‐ Daniel Hannan is one of a number of conspicuously bright young Conservatives in Britain. He happens to be a member of the European Parliament in Brussels, a splendid irony as he is a preeminent critic of the whole European project and deploys his great gift for the striking phrase to ridicule what’s going on around him. In an address to the Brussels Parliament, British prime minister Gordon Brown as usual claimed that everything was fine because he has the economic crisis under his sole control. Daniel Hannan’s reply was electrifying. “When you repeat in that wooden and perfunctory way, that our situation is better than others,” he said in particularly choice language, “I have to tell you that you sound like a Brezhnev-era apparatchik giving the party line.” A video showed Hannan’s command performance and Brown squirming as he listened. Posted on YouTube, this video has been the sensation of the moment, with more than a million hits, and taken up by news outlets from Australia to America, including Rush Limbaugh. Hannan has helped boost himself into a future Conservative cabinet.

‐ Watch the skies over the Pacific these days and you are likely to see an intercontinental missile with a range of 6,000 miles winging from North Korea over Japan and towards Hawaii. Satellite photos have confirmed that this missile has been on its launch pad for some time, and there may even be a second missile ready to go. The North Koreans say that they are merely putting a satellite into orbit, but truth for them is a variable concept, and everybody takes it for granted that this is a stage in the development of their nuclear weapon. The United Nations specifically bans North Korea from testing missiles and nuclear devices, and it would be possible, legal, and in the interests of world security to shoot down any and every North Korean missile. But South Korea opposes any such response and the Japanese limit themselves to saying that they might destroy any debris falling on them. The United States has sent two ships on a mission to observe, and in a television interview a flummoxed Secretary of Defense Robert Gates spelled out that there are no plans to take military action to halt the launching or to shoot any missiles down — unless one does actually head for Hawaii. Take comfort in that if you can.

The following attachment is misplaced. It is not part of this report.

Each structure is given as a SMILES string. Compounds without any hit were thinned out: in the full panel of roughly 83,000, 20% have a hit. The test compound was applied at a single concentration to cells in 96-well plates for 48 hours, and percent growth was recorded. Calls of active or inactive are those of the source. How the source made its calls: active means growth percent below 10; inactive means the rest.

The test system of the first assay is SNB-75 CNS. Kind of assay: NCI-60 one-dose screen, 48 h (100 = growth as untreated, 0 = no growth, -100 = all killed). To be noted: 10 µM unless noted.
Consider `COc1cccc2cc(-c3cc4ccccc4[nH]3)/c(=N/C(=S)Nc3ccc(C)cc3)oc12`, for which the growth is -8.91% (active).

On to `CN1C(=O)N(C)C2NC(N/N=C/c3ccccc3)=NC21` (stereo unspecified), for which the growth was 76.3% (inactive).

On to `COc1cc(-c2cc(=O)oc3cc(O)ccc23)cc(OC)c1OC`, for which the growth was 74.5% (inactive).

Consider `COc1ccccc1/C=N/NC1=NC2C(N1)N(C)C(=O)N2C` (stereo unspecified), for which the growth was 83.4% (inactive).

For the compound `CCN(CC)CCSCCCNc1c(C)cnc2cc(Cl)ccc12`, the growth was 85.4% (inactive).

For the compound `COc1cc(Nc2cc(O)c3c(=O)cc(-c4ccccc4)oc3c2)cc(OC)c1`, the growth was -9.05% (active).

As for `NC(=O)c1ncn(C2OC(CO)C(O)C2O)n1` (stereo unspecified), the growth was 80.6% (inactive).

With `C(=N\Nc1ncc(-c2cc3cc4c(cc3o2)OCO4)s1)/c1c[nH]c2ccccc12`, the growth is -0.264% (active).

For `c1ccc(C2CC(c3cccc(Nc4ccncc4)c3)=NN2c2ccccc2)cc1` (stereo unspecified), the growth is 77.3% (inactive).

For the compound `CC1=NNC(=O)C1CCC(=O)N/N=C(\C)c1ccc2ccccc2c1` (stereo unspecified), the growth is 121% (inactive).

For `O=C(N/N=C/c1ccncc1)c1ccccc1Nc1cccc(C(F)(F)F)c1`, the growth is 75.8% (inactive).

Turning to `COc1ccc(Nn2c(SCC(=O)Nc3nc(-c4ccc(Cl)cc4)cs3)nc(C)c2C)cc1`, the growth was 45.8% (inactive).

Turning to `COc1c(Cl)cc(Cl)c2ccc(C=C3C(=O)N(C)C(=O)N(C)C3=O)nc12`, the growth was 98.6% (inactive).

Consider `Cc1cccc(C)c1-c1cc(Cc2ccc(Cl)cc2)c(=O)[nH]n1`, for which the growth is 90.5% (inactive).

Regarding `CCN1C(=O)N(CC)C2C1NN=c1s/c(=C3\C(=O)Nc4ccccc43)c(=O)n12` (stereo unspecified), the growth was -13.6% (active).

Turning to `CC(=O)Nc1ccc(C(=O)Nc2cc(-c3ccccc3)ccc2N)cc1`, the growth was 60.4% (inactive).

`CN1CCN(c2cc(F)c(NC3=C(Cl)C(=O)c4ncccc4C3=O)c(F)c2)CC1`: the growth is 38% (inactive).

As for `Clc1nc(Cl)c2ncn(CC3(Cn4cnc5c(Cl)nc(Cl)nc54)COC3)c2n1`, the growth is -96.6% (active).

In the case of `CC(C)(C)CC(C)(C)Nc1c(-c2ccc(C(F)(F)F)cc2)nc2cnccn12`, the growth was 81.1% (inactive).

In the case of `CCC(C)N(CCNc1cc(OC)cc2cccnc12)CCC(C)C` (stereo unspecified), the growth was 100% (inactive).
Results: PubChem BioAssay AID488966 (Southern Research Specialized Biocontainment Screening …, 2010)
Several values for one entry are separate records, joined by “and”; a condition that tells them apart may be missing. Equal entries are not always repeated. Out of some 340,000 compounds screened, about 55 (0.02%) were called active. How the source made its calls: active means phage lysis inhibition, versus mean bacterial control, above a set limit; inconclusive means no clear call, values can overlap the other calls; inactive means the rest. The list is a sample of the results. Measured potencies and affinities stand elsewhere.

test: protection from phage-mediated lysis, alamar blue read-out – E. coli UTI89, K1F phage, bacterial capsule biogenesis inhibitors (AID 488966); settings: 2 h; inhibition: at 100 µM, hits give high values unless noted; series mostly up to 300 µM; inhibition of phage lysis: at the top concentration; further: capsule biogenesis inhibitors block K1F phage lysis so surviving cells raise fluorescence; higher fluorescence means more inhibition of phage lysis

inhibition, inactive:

‐ In a (related?) development, at the behest of dictator Kim Jong-il, North Korea has opened its first pizzeria. We hear the Pyongyang eatery is preparing a promotional campaign: “Delivery radius of 6,000 miles — get it in 30 minutes, or it’s free! Now delivering to Japan!”

‐ The International Atomic Energy Agency (IAEA) is commonly known as “the U.N.’s nuclear watchdog.” There are two main candidates to run it: Yukiya Amano of Japan and Abdul Minty of South Africa. The agency’s board votes them in, and, in the early voting, neither man won the required two-thirds majority. As a Wall Street Journal article put it, “The deadlock reflects the different views of the IAEA’s mission. Mr. Amano’s candidacy was backed by developed countries in the European Union and the U.S. who emphasize the agency’s role in monitoring the nonproliferation of nuclear weapons. Mr. Minty found support in non-aligned developing countries that seek development of nuclear technology for peaceful purposes.” Shouldn’t there be quotation marks around “peaceful”? (And what does “non-aligned” mean in the post–Cold War context, by the way?) It sounds like Mr. Amano is the better horse — but the IAEA should be taken with many grains of salt anyway. Someone will have to be watching the “watchdog,” regardless. It can fall asleep on the job — which is one reason the George W. Bush administration had to create the Proliferation Security Initiative, which actually got results. See Libya.